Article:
میراث فرهنگی، جوامع محلی و توسعه اقتصادی
|کد مقاله||سال انتشار||مقاله انگلیسی||ترجمه فارسی||تعداد کلمات|
|13030||2005||25 صفحه PDF||سفارش دهید||محاسبه نشده|
Publisher : Elsevier - Science Direct (الزویر - ساینس دایرکت)
Journal : Annals of Tourism Research, Volume 32, Issue 3, July 2005, Pages 735–759
For many local communities in developing countries and elsewhere, the existence of large attractions nearby generates both benefits and costs. This paper examines some of the dynamics of the complex, nested relationships among host communities, their local heritage sites, and tourism management structures. Borobudur in Java, Indonesia, is used to illustrate the discussion of power, displacement and control, local participation, and the role of “new tourism” in developing countries. It further offers some reflections on how tourism planning and management might encourage small-scale local tourism enterprises for the benefit of both the host and guest populations.
Tourism’s rapid international growth since the 60s has been well documented. Despite the recent sequence of external shocks since the September 11 terrorist attacks on the United States, including further bombings in Bali, Kenya, and Madrid, as well as the SARS epidemic and Iraq war in 2003, tourism is now the world’s largest industry (WTO, 2002 and WTO, 2004a). Since the 60s, international tourism has been promoted as a major component of economic development and “modernization” strategies for many countries (OECD 1967; WTO 2004b) and seen as a “passport to development” (De Kadt 1979). The 20th century’s long post-war boom created rising disposable incomes in industrialized European and North American countries. New transport technologies from the early 70s, particularly wide-bodied aircraft, resulted in falling real prices for longhaul travel. South East Asia, the Caribbean and parts of Africa (which had formerly been the luxury end of the international market for Europeans and North Americans) benefited from this development. In the 90s, increasingly fuel-efficient aircraft were introduced on longhaul routes, which combined with airline cost savings and competition, led to further falls in real ticket prices and, in turn, fueled further expansion of mass tourism.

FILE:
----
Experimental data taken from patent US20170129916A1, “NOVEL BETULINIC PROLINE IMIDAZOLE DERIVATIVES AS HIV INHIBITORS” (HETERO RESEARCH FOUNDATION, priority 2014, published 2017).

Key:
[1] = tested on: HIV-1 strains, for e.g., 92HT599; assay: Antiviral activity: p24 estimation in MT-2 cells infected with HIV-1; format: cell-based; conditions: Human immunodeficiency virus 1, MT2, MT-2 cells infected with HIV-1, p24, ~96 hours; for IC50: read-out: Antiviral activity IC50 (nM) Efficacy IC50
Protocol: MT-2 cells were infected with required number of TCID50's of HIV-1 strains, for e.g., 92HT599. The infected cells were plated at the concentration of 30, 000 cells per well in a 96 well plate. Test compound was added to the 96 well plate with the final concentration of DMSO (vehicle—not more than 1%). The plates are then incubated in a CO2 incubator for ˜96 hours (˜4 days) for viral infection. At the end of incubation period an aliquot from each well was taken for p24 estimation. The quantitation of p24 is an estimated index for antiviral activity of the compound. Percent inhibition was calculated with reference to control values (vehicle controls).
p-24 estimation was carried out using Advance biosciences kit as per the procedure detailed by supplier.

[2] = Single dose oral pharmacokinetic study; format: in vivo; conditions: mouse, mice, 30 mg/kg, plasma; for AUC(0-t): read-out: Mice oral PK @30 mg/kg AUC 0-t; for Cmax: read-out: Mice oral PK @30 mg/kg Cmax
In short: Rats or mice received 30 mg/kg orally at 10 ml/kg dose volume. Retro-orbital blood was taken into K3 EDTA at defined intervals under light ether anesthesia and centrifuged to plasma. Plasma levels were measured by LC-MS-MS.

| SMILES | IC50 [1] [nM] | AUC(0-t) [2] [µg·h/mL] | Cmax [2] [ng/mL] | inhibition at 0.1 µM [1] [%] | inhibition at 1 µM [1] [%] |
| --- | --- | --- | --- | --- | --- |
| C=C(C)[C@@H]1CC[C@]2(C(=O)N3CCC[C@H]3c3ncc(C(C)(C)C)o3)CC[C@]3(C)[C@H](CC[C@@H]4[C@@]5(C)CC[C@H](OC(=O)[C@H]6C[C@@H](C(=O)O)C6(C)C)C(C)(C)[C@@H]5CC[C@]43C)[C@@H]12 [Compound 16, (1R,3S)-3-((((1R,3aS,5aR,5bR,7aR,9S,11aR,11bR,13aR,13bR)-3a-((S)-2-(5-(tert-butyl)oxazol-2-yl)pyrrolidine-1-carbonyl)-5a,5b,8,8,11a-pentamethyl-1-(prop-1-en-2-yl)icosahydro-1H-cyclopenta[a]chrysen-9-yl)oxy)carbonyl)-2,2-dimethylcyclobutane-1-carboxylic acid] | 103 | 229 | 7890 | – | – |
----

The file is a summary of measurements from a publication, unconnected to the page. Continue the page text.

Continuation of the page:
نتیجه گیری انگلیسی
Many LDC attractions have limited linkages to their nearby communities and operate largely as enclaves in the economy. This paper suggests the need for a radical rethinking of the relationships between such sites and the local host communities. In particular, a new approach to tourism planning is urgently needed. This is seen in issues of power and control, and also in the economic case for local community participation. The following suggestions are offered, while recognizing that the historical specificity of each LDC, different regions within each country, types of attraction, local contexts, political economy of power relations, and particular characteristics of any given tourism authority, should not lead to the “one size fits all” approach (Simpson and Wall 1999). In light of all this, how then might a start be made?